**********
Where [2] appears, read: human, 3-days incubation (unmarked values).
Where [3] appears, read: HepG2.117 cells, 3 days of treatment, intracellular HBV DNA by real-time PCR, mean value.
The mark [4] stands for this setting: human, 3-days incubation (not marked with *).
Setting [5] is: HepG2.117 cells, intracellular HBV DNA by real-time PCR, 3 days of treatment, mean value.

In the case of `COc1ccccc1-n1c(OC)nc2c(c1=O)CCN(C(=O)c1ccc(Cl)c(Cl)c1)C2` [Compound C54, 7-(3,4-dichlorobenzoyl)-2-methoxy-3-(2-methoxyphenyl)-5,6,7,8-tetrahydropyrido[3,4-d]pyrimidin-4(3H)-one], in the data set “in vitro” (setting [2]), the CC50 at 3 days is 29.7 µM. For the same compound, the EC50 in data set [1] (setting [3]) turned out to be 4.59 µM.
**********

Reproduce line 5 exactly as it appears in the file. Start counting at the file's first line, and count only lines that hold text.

In the case of `COc1ccccc1-n1c(OC)nc2c(c1=O)CCN(C(=O)c1ccc(Cl)c(Cl)c1)C2` [Compound C54, 7-(3,4-dichlorobenzoyl)-2-methoxy-3-(2-methoxyphenyl)-5,6,7,8-tetrahydropyrido[3,4-d]pyrimidin-4(3H)-one], in the data set “in vitro” (setting [2]), the CC50 at 3 days is 29.7 µM. For the same compound, the EC50 in data set [1] (setting [3]) turned out to be 4.59 µM.